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					                     XANES-EXAFS ANALYSIS OF SE(+IV) SOLID PHASE
                        REACTION PRODUCTS WITH FES2 AND FES

                                C. Bruggeman1, †; A. Maes1; E. Breynaert1
1
 Laboratory for Colloid Chemistry, Katholieke Universiteit Leuven, Kasteelpark Arenberg 23, B-3001
                                           Leuven, Belgium
                †
                  Current affiliation: SCK•CEN, Boeretang 200, B-2400 Mol, Belgium

Only a very limited amount of information is available concerning the interaction between Se
oxyanions and sulphidic mineral phases such as pyrite, troilite and mackinawite. However, it is a well-
known fact that in sediments Se is closely correlated with pyrite [1, 2], where it can substitute for
sulphur and thus form FeSe, FeSe2 or mixed FeSxSey phases which control its solubility [3, 4].
In the present study, the solid phase reaction products of selenite oxyanions with FeS and FeS 2 at pH
7-8 are investigated using X-ray Absorption Near-Edge Spectroscopy and Extended X-ray Absorption
Fine Structure (XANES-EXAFS) to elucidate the selenium speciation and, thus, the underlying
geochemical reaction mechanisms.
Reference spectra were collected from Se(IV) solution species and reduced Se solid phases such as
amorphous and crystalline elemental selenium, and FeSe. It was shown that the energy position of the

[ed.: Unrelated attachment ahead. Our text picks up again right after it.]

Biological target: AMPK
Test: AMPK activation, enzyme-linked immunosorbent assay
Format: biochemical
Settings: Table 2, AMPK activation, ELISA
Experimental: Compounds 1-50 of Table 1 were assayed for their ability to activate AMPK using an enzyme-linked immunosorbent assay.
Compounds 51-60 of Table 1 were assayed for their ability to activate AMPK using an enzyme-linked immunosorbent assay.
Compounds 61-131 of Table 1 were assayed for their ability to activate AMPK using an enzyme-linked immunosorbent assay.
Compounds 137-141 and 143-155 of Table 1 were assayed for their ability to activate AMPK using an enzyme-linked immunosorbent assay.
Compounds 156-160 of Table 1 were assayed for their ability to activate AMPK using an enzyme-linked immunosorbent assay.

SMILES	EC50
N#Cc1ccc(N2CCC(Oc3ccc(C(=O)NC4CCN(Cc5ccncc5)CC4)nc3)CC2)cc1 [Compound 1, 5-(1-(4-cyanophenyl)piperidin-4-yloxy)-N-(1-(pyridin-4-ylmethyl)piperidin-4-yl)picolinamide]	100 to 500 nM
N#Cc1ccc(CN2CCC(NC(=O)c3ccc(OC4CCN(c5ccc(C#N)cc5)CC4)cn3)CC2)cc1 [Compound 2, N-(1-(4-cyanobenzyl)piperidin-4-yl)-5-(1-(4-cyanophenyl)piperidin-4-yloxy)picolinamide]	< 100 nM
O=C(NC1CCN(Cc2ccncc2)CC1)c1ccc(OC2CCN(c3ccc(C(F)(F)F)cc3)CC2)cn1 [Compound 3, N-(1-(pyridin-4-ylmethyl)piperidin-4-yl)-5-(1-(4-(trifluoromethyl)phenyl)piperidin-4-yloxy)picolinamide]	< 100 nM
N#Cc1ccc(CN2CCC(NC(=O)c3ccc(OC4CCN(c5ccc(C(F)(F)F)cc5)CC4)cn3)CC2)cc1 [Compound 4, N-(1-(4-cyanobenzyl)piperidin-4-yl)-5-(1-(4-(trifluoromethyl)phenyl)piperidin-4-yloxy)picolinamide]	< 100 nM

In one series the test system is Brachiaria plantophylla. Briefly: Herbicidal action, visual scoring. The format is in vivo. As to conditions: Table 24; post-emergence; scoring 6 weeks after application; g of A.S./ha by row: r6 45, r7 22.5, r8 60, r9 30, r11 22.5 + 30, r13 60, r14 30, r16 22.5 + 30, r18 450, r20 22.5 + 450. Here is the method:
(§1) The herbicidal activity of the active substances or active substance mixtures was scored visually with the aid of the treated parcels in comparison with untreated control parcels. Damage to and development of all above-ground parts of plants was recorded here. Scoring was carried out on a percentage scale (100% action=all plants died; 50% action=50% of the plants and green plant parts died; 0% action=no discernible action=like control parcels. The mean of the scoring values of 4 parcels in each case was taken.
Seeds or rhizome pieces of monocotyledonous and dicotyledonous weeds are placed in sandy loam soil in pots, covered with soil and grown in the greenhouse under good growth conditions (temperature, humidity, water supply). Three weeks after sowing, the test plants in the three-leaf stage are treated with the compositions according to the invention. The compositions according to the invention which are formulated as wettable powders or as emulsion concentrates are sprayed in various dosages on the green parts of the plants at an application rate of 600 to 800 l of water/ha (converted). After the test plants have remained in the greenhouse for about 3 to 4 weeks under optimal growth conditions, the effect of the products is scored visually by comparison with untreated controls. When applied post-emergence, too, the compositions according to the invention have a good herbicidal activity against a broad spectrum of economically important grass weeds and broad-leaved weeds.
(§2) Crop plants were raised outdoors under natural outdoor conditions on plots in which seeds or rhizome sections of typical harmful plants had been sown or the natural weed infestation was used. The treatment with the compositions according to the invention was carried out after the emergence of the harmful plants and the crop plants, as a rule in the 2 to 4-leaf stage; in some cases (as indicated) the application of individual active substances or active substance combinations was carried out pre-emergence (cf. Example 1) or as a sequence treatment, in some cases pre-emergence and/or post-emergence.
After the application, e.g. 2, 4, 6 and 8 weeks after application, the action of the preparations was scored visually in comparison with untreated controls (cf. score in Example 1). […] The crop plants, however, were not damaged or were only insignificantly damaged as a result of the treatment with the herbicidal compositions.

XANES absorption edge is indicative for the Se valence state, as observed before [5]. Also, the
XANES region can be used to identify reduced Se solid phases. Se K-edge EXAFS spectra and
Fourier-transformed Radial Structure Functions (RSFs) could be fitted very well using two
coordination shells only.
Comparing spectra taken from the solid phase of experiments in which FeS2 was contacted with SeO32,
with the reference spectra, the presence of amorphous elemental selenium was reveiled, providing
direct evidence that FeS2 acts as a redox mediator for oxidised Se species and thus inevitably controls
the redox speciation of Se under geochemical conditions revelant for geological disposal of high-level
nuclear waste. A similar sample in which FeS was contacted with SeO32-, showed the formation of
FeSe as end product. Sulphide minerals subjected to HCl-based pretreatment did not show any
difference with respect to the spectra obtained after equilibration with SeO32-, but an influence on the
reaction kinetics was noted.

[1] Elson C.M., MacDonald A.S, Analytica Chimica Acta, 110, 153 (1979)
[2] Velinsky D.J., Cutter G.A. Analytica Chimica Acta, 235, 419 (1990)
[3] Masscheleyn P.H., Delaune R.D., Patrick W.H., J. Env. Sci. Health A - Environmental science and
engineering & Toxic and hazardous substance control, 26, 555 (1991)
[4] Olin A., Noläng B., Osadchii E.G., Öhman L.-O., Rosén E., Chemical Thermodynamics Series
Volume 7: Chemical thermodynamics of selenium, OECD Nuclear Energy Agency, Data Bank, Issy-
les-Moulineaux, France (2005)
[5] Oger P.M., Daniel I., Cournoyer B., Simionovici A. Spectrochimica Acta Part B, 59, 1681 (2004)

				
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posted:6/12/2011
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